Yesterday, LightInTheBox (LITB) announced that it was acquiring Singapore’s ecommerce Daigou platform Ezbuy for US$85.55 million, in the form of “non-interest bearing one year convertible promissory notes”.

This is a dramatic development in LITB’s desperate efforts to avoid delisting after the its share prices went below US$1 for 30 consecutive trading days.

The announced acquisition price of Ezbuy was above the market cap of LITB after Thursday’s trading.

LITB took a series of actions, including replacing CEO Quji Guo, to save itself. However, buying Ezbuy is a curious one.

As Ezbuy is not in a good position itself. After hearing the news, a few of Momentum Works’s friends in Singapore wondered “Ezbuy is still around?”.

Past glories

Established in 2009, Ezbuy used to be called 65daigou (65 being Singapore’s country dialing code), with the main business of daigou – helping consumers buy goods from Taobao.

Founded by a few Chinese students in Singapore, Ezbuy was not the only daigou player in the country. Nonetheless, it was one of the first to adopt English language interface and product descriptions, widening the audience dramatically to the local population.

The model is simple and effective: the consumer would place orders using its website or app, and Ezbuy would purchase from Taobao and ship the goods to the consumer.

When Taobao started shipping overseas themselves, daigou platforms were hit hard. Ezbuy, however, survived that blow because of its English interface and cohort of repeat customers.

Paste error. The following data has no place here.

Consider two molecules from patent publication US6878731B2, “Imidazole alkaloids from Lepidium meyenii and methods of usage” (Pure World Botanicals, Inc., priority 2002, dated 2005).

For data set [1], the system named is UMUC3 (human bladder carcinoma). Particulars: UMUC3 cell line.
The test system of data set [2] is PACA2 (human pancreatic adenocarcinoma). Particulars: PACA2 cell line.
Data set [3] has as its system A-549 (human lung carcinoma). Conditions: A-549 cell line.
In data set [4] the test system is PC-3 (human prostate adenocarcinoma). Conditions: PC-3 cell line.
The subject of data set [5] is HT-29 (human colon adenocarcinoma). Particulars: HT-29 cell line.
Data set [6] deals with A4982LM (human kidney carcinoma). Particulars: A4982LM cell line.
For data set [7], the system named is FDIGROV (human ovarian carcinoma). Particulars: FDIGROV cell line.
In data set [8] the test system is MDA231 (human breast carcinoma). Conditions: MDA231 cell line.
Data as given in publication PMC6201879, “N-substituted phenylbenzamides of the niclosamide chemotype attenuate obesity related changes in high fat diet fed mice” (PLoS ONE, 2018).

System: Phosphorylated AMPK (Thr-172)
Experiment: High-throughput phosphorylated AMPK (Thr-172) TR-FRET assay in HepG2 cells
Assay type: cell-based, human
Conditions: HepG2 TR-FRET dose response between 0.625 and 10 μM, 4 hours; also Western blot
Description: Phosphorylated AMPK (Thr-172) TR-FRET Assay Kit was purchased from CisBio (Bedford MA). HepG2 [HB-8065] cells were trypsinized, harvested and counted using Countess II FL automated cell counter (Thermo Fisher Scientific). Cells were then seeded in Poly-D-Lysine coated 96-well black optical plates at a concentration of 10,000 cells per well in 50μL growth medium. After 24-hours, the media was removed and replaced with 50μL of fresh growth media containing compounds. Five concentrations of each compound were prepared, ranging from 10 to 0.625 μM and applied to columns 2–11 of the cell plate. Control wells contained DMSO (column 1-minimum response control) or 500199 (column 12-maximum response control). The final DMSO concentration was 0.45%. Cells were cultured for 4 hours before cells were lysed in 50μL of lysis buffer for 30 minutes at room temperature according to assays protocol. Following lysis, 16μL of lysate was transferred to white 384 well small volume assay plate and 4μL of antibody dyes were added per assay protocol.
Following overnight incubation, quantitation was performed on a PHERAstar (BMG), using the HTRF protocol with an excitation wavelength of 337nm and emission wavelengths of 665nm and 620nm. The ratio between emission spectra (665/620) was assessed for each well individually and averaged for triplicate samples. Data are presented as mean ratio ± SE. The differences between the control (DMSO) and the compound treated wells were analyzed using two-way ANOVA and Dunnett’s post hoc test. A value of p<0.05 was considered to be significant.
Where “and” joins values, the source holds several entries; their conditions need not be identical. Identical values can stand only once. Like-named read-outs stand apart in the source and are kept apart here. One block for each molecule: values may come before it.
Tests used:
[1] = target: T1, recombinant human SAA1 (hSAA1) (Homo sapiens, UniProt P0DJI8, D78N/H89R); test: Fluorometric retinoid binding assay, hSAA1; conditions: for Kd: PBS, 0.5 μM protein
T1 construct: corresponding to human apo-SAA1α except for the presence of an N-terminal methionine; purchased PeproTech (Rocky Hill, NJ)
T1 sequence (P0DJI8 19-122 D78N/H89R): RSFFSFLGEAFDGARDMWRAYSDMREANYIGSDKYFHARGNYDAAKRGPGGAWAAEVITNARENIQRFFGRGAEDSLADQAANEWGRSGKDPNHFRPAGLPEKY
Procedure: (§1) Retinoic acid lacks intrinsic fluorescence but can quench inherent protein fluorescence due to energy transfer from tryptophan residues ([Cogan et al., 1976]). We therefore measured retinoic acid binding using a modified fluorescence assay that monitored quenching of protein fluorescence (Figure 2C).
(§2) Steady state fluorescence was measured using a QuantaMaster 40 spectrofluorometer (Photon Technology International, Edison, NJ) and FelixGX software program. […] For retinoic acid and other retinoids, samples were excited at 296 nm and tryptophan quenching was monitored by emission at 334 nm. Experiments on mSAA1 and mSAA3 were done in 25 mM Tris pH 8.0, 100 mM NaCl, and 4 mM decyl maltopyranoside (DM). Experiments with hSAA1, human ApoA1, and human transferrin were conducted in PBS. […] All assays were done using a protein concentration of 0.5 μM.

And the business model was profitable with healthy cash flow because it did not have any inventory.

Good growth numbers gave investors confidence, and Ezbuy raised US$20 million series B in March 2016.

A key initiative after funding was expansion. Ezbuy had entered Australia, and by then it was expanding into neighbouring Thailand, Malaysia and Indonesia. It was also then the current name was adopted, replacing the more prosaic 65daigou.

Also because of the Alibaba background of B round lead VKC, Ezbuy attracted some good ex-Alibaba and ex-Rocket Internet talent.

Turning sour

Before end of 2016, Ezbuy was leading player in Singapore. However, since then a number of crises have seriously crippled the previously confident company.

The biggest is no doubt the 11.11 shopping festival in 2017, when Alibaba closed thousands of accounts Ezbuy used to purchase on Taobao, claiming that Ezbuy was playing unfair to Alibaba’s ordinary customers.

For a daigou platform, not able to buy is obviously devastating. He Jian, founder of Ezbuy, wrote a long public letter accusing Alibaba of bullying – the unwise part of that letter is He exposed Ezbuy’s operational model and its weaknesses.